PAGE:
Startup of the Week: Open Bionics

  • Open Bionics was founded in 2014 by Joel Gibbard and Samantha Payne.
  • The startup have created the world’s first clinically approved 3D printed bionic hand, available for both children and adults.
  • So far, Open Bionics have raised $8.9 million over 12 funding rounds.





Working at ‘turning disabilities into superpowers’, our Startup of the Week for this week is Open Bionics!

Open Bionics are developing affordable prosthetics to help assist and enhance their users’ capabilities. The startup have already created a 3D-printed, multi-grip bionic hand called the Hero Arm. This device is the first commercially available bionic limb from Open Bionics’, also claimed to be ‘the most affordable multi-grip bionic arm ever’, the startup stating their product is less than half the price of its nearest competitor.

At age 17, co-founder Joel Gibbard started exploring 3D prosthetics and robotic hands, fascinated by their movements. This led to Joel creating hundreds of prototypes of such prosthetics, and in 2014, he started Open Bionics with co-founder Samantha Payne.



Want to be featured as TechRound’s Startup of the Week? Find out more about this weekly feature, and how to get involved, here.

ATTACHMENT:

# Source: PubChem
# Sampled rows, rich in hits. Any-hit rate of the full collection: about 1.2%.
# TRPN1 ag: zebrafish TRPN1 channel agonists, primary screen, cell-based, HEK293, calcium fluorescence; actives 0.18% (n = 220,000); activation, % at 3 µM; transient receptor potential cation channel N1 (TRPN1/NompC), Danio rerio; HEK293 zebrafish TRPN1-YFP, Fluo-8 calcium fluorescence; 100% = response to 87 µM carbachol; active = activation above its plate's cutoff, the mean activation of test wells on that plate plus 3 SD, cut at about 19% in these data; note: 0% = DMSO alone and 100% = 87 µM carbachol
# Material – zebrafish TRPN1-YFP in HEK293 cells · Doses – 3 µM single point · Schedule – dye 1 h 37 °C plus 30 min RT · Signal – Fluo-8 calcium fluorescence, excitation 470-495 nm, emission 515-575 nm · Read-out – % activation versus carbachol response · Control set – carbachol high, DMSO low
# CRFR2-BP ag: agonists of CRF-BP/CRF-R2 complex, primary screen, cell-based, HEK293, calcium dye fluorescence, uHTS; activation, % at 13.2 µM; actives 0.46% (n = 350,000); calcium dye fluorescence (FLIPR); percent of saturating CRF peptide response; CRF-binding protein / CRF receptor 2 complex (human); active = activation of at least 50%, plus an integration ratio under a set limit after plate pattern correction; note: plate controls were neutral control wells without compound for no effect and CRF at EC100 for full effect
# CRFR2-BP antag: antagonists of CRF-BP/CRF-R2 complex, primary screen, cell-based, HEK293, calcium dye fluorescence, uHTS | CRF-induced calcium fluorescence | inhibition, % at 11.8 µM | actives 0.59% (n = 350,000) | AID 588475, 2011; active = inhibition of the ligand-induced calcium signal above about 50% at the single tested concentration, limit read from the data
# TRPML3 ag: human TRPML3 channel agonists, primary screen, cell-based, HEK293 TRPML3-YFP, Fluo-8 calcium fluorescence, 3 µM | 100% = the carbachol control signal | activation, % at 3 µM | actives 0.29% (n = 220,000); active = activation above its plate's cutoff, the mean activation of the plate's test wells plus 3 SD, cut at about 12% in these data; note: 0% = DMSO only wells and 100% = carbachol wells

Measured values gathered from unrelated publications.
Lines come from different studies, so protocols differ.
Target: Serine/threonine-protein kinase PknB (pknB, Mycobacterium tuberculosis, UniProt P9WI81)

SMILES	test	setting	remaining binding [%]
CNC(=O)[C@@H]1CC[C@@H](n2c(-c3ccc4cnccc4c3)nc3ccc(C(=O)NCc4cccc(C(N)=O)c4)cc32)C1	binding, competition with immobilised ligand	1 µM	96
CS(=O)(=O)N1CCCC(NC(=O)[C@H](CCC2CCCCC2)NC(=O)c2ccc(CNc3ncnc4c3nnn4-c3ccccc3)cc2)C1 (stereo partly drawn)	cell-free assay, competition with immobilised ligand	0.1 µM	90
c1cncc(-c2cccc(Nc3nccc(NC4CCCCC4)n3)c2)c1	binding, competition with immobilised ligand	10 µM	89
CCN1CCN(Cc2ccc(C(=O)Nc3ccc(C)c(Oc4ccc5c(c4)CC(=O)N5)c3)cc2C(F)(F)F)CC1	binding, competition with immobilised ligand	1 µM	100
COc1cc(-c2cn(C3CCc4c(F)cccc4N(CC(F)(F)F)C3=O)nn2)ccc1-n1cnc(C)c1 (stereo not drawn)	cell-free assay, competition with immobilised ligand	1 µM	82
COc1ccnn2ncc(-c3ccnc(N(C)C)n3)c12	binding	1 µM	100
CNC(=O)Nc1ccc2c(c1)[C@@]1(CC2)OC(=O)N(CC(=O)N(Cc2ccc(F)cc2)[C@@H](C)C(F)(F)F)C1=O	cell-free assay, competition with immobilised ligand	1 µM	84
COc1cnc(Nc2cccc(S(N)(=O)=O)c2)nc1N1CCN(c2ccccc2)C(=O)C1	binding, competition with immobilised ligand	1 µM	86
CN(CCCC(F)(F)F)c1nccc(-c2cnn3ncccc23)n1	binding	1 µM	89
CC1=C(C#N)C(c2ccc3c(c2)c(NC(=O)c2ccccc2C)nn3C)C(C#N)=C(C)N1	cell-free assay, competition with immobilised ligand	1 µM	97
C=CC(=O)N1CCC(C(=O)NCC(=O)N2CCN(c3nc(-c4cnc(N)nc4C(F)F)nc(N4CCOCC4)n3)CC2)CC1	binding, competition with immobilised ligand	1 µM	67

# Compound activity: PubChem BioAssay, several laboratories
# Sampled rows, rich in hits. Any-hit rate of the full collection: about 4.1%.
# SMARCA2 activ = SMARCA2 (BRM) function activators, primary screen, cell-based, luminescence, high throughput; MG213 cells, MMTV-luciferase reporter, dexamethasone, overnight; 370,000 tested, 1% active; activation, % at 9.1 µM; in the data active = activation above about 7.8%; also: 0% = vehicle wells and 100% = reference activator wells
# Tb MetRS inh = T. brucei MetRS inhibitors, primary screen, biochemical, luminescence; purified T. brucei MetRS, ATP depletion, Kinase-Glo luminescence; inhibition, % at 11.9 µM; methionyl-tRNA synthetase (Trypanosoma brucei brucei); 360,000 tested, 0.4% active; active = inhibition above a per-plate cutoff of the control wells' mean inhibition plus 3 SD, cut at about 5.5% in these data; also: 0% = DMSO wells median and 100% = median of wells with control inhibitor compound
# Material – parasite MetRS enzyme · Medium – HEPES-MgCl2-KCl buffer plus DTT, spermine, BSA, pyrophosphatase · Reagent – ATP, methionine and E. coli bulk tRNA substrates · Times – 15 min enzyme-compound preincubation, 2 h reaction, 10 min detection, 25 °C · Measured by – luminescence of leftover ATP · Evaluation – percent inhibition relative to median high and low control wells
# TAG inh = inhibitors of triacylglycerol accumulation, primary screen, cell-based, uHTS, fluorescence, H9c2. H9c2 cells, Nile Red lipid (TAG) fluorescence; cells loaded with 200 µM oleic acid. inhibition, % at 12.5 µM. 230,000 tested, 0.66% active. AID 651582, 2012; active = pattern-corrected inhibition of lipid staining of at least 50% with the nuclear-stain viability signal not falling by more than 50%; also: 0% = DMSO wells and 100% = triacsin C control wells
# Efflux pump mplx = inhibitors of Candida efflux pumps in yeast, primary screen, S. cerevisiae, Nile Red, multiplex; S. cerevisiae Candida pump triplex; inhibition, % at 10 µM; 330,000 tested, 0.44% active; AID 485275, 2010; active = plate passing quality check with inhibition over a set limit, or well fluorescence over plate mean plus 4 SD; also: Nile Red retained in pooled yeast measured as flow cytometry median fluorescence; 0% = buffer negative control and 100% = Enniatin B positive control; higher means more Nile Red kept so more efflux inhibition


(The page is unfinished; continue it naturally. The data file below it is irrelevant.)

The Hero Arm is the world’s first clinically approved 3D printed bionic hand, available for both children and adults. The prosthetics are made in Britain, and each one is designed specifically to each customer. A 3D scan of the user’s limb helps Open Bionics to tailor their Hero Arm specifically to each customer.

The Hero Arm is controlled using special sensors, which detect muscle movements in the user’s arm. This helps users to control their bionic hand effortlessly, with buttons, haptic vibrations and lights to offer intuitive notifications and further enhance user’s control of the prosthetic’s movements.

Open Bionics also develop Hero Arm prosthetics for children, and are currently working with Disney to create a range of covers for these – designs including those from the Marvel, Star Wars and Frozen universe.




So far, the startup have raised $8.9 million over the course of 12 funding rounds. One of their most recent rounds was announced in January 2019, a Series A which raised £4.6 million. They were also named in TechRound’s list of Medical Device Startups Revolutionising Healthcare.